##### Example3.2.5

In this section's preview activity, we considered the vectors

\begin{equation*} \vvec_1 = \twovec{2}{1}, \vvec_2 = \twovec{1}{2} \text{,} \end{equation*}which form a basis \(\bcal=\{\vvec_1,\vvec_2\}\) for \(\real^2\text{.}\)

In the standard coordinate system, the point \((2,-3)\) is found by moving 2 units to the right and 3 units down. We would like to define a new coordinate system where we interpret \((2,-3)\) to mean we move two times along \(\vvec_1\) and 3 times along \(-\vvec_2\text{.}\) As we see in the figure, doing so leaves us at the point \((1,-4)\text{,}\) expressed in the usual coordinate system.

We have seen that

\begin{equation*} \xvec = \twovec{1}{-4} = 2\vvec_1 - 3\vvec_2 \text{.} \end{equation*}The coordinates of the vector \(\xvec\) in the new coordinate system are the weights that we use to create \(\xvec\) as a linear combination of \(\vvec_1\) and \(\vvec_2\text{.}\)

Since we now have two descriptions of the vector \(\xvec\text{,}\) we need some notation to keep track of which coordinate system we are using. Because \(\twovec{1}{-4} = 2\vvec_1 - 3\vvec_2\text{,}\) we will write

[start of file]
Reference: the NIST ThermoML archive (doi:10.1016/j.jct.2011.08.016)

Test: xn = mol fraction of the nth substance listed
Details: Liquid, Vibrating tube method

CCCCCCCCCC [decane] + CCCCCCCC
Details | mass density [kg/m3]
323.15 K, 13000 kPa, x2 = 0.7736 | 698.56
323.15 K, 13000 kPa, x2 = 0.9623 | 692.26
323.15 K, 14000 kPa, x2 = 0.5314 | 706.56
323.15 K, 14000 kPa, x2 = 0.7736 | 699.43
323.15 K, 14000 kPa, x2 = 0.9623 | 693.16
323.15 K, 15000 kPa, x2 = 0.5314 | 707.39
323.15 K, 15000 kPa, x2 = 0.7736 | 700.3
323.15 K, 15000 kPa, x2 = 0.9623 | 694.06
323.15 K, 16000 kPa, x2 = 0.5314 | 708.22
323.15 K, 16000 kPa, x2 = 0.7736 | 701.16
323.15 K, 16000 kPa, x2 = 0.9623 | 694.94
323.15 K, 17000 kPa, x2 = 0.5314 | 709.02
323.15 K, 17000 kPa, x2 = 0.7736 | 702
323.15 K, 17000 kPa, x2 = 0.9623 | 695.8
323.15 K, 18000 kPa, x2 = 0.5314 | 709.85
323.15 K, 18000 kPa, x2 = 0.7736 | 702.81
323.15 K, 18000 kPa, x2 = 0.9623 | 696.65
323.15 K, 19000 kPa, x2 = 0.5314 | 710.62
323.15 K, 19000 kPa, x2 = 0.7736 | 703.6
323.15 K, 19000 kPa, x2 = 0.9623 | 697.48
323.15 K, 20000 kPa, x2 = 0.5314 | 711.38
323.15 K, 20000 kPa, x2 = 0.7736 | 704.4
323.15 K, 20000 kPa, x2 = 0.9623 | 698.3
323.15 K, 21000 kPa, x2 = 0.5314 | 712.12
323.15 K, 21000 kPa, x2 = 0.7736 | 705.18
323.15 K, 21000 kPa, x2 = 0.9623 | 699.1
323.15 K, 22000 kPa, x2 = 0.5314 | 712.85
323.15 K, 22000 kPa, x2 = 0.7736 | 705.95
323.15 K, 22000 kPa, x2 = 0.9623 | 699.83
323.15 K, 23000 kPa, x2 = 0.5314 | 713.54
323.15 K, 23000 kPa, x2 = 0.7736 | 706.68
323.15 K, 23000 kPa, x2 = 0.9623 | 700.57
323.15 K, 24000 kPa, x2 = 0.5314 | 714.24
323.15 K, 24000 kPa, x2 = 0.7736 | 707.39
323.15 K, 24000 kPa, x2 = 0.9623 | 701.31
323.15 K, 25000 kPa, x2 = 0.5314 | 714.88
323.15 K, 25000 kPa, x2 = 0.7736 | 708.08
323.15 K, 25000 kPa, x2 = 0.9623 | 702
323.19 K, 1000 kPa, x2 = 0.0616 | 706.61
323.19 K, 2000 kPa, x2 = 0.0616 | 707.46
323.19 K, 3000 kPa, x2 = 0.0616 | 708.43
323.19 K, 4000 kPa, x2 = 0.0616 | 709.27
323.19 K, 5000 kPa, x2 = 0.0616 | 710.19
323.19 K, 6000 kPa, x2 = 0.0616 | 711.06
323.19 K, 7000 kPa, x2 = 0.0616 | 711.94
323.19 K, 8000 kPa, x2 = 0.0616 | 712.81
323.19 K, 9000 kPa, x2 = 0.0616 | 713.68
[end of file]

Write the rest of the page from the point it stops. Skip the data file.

\begin{equation*} \coords{\twovec{1}{-4}}{\bcal} = \twovec{2}{-3} \text{.} \end{equation*}More generally, \(\coords{\xvec}{\bcal}\) will denote the coordinates of \(\xvec\) in the basis \(\bcal\text{;}\) that is, \(\coords{\xvec}{\bcal}\) is the vector \(\twovec{c_1}{c_2}\) of weights such that

\begin{equation*} \xvec = c_1\vvec_1 + c_2 \vvec_2 \text{.} \end{equation*}To illustrate, if the coordinates of \(\xvec\) in the basis \(\bcal\) are

\begin{equation*} \coords{\xvec}{\bcal} = \twovec{5}{-2} \text{,} \end{equation*}then

\begin{equation*} \xvec = 5\vvec_1 - 2\vvec_2 = 5\twovec{2}{1}-2\twovec{1}{2} = \twovec{8}{3} \text{.} \end{equation*}We conclude that

\begin{equation*} \coords{\twovec{8}{3}}{\bcal} = \twovec{5}{-2} \text{.} \end{equation*}This demonstrates how we can translate coordinates in the basis \(\bcal\) into standard coordinates.

Suppose we know the expression of a vector \(\xvec\) in standard coordinates. How can we find its coordinates in the basis \(\bcal\text{?}\) For instance, suppose \(\xvec=\twovec{-8}{2}\) and that we would like to find \(\coords{\xvec}{\bcal}\text{.}\) We have

\begin{equation*} \coords{\twovec{-8}{2}}{\bcal}=\twovec{c_1}{c_2} \end{equation*}where

\begin{equation*} \twovec{-8}{2} = c_1\vvec_1 + c_2\vvec_2 \end{equation*}or

\begin{equation*} c_1 \twovec{2}{1} + c_2 \twovec{1}{2} = \twovec{-8}{2}. \end{equation*}This linear system for the weights defines an augmented matrix

\begin{equation*} \left[\begin{array}{rr|r} 2 \amp 1 \amp -8 \\ 1 \amp 2 \amp 2 \\ \end{array}\right] \sim \left[\begin{array}{rr|r} 1 \amp 0 \amp -6 \\ 0 \amp 1 \amp 4 \\ \end{array}\right] \text{.} \end{equation*}Therefore,

\begin{equation*} \coords{\twovec{-8}{2}}{\bcal} = \twovec{-6}{4} \text{.} \end{equation*}